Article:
Roland Siebelink: I can see you screaming, “yes” the moment that that started happening. Absolutely. How do you then deal with that pipeline of other countries, other banks? Do you have a pretty disciplined approach about, “Okay, we only take on X banks per month” or do you try to scale it up very, very quickly if it’s one month, it’s one, then the next month it’s two, and the next month it’s four and so forth?

Emma Kisby: We are all about speed to market, I think. What we did very early on in the process is define some key principles for growth. That would probably be one of the recommendations that I would say, which is certainly when you have a startup idea.You can very easily get influenced by people coming and telling you what they want. And it can be very tempting, especially if they might say, “Well, we’ve got all this money.” Actually, you need to work out where your product fits, and equally, what the principles you’re going from.

We defined some fairly clear and simple principles for growth around scale and impact. What were the type of markets we wanted to work with? What were the size of banks that we wanted to work with to achieve this scale and impact? And equally, what were the values? We really have got some guidelines around where we prioritize. What we want to do is we want to scale quickly and deliver this impact. For us, we will then adjust our resourcing and scale up according to where the energy is. The advantage of working with bigger banks is they do take a bit of time to get going, so you’ve got a bit more time to plan, which is useful. But even so, we still see some of the banks moving really quickly, and that’s exciting for us.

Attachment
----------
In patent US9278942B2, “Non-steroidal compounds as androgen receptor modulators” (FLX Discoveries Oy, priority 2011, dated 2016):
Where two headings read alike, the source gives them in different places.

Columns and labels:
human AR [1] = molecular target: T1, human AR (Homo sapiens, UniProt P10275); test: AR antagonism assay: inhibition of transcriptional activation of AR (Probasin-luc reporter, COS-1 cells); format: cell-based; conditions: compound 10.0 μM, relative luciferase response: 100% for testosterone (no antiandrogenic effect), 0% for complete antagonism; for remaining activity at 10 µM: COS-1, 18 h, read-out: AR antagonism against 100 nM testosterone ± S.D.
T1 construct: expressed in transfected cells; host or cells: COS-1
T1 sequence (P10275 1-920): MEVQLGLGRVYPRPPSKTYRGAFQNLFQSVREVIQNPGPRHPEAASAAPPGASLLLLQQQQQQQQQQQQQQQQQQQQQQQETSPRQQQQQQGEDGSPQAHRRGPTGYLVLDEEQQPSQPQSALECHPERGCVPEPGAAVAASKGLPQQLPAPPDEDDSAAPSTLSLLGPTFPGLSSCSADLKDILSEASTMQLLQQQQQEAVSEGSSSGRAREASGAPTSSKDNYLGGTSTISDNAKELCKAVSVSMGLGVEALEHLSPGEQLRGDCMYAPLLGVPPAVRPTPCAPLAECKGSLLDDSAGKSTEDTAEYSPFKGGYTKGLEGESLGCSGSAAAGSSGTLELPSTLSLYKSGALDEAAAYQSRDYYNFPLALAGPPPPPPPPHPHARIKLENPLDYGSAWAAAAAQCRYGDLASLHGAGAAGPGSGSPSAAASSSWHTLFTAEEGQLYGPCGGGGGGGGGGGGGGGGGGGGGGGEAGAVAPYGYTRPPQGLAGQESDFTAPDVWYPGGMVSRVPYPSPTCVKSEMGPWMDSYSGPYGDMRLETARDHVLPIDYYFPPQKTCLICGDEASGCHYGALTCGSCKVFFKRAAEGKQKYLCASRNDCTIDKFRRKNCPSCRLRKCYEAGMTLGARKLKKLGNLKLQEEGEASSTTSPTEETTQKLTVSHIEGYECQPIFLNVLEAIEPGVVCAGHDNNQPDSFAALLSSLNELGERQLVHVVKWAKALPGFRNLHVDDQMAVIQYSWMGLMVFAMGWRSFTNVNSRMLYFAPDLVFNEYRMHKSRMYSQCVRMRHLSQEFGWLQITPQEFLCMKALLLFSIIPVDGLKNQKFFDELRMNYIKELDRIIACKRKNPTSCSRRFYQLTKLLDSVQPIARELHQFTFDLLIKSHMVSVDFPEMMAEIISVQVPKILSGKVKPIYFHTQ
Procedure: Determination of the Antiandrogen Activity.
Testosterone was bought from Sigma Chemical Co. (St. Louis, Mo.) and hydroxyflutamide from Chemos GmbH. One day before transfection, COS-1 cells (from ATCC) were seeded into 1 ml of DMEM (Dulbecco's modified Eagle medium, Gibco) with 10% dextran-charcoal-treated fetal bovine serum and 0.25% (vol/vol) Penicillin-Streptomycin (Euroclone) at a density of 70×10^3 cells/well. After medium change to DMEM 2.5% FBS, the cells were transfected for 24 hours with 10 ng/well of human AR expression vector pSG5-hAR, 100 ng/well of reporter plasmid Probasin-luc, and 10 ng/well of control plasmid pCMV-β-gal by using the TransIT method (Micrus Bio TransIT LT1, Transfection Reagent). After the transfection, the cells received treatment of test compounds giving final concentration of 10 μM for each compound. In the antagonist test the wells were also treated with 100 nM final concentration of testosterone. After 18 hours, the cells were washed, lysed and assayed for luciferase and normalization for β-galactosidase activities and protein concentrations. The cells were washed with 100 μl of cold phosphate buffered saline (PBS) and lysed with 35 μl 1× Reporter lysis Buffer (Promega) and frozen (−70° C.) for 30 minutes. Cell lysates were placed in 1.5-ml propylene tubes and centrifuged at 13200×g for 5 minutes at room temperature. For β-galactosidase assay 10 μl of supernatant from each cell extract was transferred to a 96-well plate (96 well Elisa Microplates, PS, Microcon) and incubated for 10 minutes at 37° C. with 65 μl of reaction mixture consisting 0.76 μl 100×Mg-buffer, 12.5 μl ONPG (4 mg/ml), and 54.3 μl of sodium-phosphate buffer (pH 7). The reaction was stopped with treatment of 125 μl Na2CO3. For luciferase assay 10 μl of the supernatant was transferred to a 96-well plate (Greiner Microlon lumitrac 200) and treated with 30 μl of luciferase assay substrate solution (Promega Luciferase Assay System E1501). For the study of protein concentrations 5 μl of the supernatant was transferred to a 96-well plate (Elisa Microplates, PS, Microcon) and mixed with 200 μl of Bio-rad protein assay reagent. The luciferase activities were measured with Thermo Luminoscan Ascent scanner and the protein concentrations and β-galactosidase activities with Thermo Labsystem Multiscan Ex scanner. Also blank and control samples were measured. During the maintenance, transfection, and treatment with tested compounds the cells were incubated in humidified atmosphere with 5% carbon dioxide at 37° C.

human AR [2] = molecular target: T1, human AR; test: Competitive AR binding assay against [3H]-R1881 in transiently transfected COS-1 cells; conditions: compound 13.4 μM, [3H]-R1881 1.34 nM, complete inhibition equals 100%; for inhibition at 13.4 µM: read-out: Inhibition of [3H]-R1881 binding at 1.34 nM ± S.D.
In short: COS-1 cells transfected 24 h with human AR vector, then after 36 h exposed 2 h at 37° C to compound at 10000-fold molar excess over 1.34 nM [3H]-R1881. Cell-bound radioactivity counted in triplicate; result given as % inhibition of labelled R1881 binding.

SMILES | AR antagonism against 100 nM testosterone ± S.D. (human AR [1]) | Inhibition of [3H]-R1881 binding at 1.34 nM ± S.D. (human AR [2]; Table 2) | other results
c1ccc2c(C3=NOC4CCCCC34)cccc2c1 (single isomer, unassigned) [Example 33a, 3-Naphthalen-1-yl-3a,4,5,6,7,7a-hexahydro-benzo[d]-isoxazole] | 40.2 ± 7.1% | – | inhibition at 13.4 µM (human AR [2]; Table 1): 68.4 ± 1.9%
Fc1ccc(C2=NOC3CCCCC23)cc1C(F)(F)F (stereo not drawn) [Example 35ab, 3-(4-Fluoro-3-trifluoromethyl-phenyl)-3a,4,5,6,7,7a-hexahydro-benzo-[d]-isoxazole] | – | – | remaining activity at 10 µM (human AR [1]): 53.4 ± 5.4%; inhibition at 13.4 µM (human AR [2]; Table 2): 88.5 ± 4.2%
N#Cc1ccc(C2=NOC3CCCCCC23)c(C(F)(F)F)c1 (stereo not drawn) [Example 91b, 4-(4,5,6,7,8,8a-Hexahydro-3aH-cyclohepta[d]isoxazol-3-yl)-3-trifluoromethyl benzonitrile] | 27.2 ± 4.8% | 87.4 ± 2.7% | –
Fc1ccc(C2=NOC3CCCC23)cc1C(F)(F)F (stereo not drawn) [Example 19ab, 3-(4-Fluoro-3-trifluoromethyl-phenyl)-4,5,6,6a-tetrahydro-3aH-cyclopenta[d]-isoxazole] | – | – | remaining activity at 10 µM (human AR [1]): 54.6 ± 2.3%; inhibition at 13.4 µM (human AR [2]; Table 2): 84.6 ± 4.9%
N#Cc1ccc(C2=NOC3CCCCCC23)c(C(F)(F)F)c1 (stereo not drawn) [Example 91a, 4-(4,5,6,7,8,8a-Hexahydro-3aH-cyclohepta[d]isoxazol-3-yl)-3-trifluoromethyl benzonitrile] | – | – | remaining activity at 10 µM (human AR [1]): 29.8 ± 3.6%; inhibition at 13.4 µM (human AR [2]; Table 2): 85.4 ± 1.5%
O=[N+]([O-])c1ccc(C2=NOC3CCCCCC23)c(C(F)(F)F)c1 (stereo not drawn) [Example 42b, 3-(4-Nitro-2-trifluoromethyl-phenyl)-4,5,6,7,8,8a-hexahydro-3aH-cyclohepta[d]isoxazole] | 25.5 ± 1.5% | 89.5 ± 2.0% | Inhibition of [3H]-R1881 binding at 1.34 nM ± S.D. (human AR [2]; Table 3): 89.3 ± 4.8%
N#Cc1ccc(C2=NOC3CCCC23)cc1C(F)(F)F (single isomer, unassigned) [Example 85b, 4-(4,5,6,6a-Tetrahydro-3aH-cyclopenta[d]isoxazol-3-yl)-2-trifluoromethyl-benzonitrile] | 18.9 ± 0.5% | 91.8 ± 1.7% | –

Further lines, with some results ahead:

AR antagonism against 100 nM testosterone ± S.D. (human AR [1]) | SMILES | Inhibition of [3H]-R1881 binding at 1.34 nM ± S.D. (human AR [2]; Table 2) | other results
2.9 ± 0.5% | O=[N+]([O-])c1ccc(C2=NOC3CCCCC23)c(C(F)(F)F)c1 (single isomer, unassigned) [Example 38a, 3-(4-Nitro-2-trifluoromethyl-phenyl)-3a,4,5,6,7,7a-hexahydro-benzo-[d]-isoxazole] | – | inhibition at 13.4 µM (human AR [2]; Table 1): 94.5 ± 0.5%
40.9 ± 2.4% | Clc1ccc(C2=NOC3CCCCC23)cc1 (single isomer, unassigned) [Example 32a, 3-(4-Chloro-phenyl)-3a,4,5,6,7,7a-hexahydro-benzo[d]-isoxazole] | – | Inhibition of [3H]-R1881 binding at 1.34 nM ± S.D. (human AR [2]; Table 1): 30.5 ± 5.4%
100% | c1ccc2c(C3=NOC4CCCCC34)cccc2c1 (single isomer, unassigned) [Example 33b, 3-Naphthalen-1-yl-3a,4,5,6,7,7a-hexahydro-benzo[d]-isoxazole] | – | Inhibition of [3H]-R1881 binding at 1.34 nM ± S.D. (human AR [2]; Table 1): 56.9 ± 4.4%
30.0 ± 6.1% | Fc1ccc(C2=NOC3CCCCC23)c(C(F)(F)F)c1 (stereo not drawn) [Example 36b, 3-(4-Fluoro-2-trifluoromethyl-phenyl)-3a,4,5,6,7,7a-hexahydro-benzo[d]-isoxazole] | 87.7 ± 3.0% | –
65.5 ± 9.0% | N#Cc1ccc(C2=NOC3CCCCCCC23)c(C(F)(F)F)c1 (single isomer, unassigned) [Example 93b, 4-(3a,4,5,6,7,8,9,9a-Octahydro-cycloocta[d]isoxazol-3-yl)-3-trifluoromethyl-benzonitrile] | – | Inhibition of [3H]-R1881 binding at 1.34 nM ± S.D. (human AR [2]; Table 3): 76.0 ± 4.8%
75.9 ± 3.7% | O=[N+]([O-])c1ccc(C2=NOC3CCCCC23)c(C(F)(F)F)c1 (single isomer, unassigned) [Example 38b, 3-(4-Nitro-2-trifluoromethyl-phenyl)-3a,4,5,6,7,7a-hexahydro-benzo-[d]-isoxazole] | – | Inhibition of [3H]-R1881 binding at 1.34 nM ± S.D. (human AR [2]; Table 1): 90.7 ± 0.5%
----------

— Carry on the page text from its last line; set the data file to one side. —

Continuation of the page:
Roland Siebelink: That’s awesome. And I love that you highlight drawing up these principles, committing them to paper. That’s often, in my experience, an underestimated success factor in many startups, to actually get the thoughts out of the head of the founder or out of the heads of the early executives and write them down so that you can then also share the message and the strategy much more with new people coming on board. Has that been your experience as well that it helps with onboarding, with aligning people, with getting everyone to work toward a common goal?

Emma Kisby: Massively so. I think it’s so important. Especially in our space, what we find is that we get people who come and work in this space who are very passionate about the climate crisis. They’ll naturally have their own ideas about what they actually want to do and what the solution should be. Actually, keeping it very clear in terms of - we very early on defined what we call a brand house. What is it we actually do? Where do we want to go? What’s our North Star? And what are the principles that we’ve got for this growth? Because you need to balance a bit of the passion and pragmatism because there is so much energy when you’re in that scale up - I think one of the biggest risks is getting totally distracted, and then you lose sense of actually how you’re growing and how you’re scaling.